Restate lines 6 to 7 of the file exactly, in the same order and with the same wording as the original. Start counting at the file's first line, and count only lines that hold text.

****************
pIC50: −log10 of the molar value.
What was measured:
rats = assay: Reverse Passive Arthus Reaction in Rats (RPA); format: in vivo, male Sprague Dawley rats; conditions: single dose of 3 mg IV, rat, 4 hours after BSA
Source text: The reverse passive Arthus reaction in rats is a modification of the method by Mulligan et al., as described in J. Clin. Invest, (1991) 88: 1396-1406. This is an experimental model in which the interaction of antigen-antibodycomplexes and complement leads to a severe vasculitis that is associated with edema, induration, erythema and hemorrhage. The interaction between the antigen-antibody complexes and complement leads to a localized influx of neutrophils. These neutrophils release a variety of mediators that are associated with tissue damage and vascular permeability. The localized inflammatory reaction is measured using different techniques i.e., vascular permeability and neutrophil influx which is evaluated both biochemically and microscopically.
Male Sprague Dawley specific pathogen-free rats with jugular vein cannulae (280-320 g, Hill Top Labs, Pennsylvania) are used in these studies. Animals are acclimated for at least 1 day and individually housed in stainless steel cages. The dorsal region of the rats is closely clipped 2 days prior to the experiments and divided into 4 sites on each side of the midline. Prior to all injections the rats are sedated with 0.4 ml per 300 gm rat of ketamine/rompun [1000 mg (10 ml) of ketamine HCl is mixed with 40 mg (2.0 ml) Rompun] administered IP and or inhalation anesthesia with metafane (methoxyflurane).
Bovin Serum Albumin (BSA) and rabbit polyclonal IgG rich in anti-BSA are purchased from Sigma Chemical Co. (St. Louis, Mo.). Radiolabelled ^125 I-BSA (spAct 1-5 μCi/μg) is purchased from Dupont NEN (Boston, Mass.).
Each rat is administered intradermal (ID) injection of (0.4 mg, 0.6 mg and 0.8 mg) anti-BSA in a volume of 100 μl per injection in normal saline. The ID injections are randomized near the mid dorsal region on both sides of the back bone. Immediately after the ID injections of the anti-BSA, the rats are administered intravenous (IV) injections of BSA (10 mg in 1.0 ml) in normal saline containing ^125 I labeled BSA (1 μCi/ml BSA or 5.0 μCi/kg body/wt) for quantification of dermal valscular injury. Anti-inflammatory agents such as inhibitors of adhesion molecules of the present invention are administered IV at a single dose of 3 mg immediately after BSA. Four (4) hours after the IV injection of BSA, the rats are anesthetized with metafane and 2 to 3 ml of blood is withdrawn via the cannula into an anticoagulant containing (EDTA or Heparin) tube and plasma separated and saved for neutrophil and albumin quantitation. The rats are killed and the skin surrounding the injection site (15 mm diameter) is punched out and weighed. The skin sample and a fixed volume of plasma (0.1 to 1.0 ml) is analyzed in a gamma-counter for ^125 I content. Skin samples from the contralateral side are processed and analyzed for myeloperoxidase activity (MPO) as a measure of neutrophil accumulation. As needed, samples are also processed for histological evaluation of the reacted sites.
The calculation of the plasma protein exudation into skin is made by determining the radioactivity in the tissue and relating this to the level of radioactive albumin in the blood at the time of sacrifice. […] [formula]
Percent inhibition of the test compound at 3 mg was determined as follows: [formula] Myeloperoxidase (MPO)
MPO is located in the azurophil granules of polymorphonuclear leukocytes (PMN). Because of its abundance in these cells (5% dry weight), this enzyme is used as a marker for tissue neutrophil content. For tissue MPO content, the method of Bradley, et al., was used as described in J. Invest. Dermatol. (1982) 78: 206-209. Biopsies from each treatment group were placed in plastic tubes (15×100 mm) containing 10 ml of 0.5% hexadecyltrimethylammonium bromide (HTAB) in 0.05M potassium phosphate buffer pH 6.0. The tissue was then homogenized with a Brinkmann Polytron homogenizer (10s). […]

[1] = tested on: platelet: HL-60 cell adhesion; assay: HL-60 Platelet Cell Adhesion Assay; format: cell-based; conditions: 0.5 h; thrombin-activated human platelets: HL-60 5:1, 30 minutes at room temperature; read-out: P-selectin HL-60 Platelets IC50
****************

Bovin Serum Albumin (BSA) and rabbit polyclonal IgG rich in anti-BSA are purchased from Sigma Chemical Co. (St. Louis, Mo.). Radiolabelled ^125 I-BSA (spAct 1-5 μCi/μg) is purchased from Dupont NEN (Boston, Mass.).
Each rat is administered intradermal (ID) injection of (0.4 mg, 0.6 mg and 0.8 mg) anti-BSA in a volume of 100 μl per injection in normal saline. The ID injections are randomized near the mid dorsal region on both sides of the back bone. Immediately after the ID injections of the anti-BSA, the rats are administered intravenous (IV) injections of BSA (10 mg in 1.0 ml) in normal saline containing ^125 I labeled BSA (1 μCi/ml BSA or 5.0 μCi/kg body/wt) for quantification of dermal valscular injury. Anti-inflammatory agents such as inhibitors of adhesion molecules of the present invention are administered IV at a single dose of 3 mg immediately after BSA. Four (4) hours after the IV injection of BSA, the rats are anesthetized with metafane and 2 to 3 ml of blood is withdrawn via the cannula into an anticoagulant containing (EDTA or Heparin) tube and plasma separated and saved for neutrophil and albumin quantitation. The rats are killed and the skin surrounding the injection site (15 mm diameter) is punched out and weighed. The skin sample and a fixed volume of plasma (0.1 to 1.0 ml) is analyzed in a gamma-counter for ^125 I content. Skin samples from the contralateral side are processed and analyzed for myeloperoxidase activity (MPO) as a measure of neutrophil accumulation. As needed, samples are also processed for histological evaluation of the reacted sites.